Abstract

Spectral reflectances of various parts of human faces from various ethnic races were measured as part of experiments on spectral imaging for human portraits. Principal components analysis (PCA) was applied to the spectral reflectances from the various races, and a variety of face parts. The first three principal components explain about 99.8% of cumulative contribution of variance of spectral reflectances for each race and each face part, and for all races as well. Color differences of spectral reconstruction either for individual races and all races or for individual face parts based on different sets of principal components were estimated. The results indicate that, when using three basis functions and under D[50] illumination, the basis functions based only on spectra of Pacific-Asian subjects will provide the best overall color reproduction. However, from a spectral matching point of view, three basis functions based on all spectra will provide the best spectral reproduction with minimum overall mean value of metameric indices. More analyses were applied to spectral reflectances of human facial skin from different sources and their corresponding spectral reconstruction based on different sets of principal components. Those results provide practical suggestions for imaging, or spectral imaging, system design, especially imaging systems for human portraiture.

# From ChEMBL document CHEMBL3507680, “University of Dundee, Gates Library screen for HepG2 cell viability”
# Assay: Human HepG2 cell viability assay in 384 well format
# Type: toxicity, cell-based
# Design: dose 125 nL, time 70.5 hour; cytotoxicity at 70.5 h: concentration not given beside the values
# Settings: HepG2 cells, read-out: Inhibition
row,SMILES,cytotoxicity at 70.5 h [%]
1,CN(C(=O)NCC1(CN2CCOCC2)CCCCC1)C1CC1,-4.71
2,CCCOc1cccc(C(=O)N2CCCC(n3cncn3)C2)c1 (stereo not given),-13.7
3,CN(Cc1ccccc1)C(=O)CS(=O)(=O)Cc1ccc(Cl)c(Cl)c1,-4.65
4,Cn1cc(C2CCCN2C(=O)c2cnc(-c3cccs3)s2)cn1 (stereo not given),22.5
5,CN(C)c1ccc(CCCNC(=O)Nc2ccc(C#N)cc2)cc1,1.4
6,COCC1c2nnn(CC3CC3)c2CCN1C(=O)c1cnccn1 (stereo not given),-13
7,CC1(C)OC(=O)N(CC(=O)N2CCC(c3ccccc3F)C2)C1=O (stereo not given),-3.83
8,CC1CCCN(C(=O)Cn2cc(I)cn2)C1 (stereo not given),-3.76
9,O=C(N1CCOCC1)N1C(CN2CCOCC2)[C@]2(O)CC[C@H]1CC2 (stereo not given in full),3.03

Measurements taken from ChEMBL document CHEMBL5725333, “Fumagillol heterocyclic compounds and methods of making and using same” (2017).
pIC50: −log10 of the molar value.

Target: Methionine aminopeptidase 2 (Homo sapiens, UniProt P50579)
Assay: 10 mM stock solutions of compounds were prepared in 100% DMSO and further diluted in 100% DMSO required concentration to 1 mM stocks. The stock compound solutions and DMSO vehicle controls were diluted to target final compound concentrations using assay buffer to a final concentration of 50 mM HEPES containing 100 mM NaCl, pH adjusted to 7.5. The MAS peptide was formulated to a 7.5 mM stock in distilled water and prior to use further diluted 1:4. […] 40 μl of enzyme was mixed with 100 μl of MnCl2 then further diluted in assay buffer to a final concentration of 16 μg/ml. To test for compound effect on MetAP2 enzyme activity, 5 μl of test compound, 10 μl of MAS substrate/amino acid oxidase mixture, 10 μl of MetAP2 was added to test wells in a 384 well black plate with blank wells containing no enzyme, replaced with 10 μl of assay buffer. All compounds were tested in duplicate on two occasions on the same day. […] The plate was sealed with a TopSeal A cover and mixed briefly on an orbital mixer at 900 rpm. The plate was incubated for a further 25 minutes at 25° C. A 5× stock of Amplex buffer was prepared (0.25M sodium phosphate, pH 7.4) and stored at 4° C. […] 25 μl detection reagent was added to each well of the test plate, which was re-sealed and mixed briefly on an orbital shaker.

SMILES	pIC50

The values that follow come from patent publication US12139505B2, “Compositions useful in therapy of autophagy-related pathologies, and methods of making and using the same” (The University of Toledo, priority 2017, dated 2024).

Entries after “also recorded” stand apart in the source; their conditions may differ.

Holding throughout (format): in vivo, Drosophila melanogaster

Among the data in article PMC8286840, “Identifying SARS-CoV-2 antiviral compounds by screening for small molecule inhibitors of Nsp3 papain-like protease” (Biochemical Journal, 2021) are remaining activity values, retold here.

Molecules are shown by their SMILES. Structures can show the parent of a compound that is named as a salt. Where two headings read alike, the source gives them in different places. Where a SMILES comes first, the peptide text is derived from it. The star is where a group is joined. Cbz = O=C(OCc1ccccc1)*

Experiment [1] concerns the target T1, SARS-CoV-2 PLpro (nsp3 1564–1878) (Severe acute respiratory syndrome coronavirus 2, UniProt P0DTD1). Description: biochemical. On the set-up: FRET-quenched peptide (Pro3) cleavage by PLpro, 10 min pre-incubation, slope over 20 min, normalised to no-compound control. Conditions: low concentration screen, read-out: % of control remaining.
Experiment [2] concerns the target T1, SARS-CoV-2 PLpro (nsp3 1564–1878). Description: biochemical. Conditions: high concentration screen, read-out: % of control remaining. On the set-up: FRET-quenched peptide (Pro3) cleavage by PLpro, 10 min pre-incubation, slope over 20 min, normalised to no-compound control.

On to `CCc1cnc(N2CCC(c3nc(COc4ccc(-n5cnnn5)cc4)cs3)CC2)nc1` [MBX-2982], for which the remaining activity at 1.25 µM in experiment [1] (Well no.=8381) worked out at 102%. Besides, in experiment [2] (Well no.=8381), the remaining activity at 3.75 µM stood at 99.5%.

Publication Date

2002

Comments

This article may be accessed on the publisher's website (additional fees may apply) at: http://www.imaging.org/store/epub.cfm?abstrid=8452 ISSN:1062-3701 Note: imported from RIT’s Digital Media Library running on DSpace to RIT Scholar Works in February 2014.

Document Type

Article

Department, Program, or Center

Chester F. Carlson Center for Imaging Science (COS)

Campus

RIT – Main Campus

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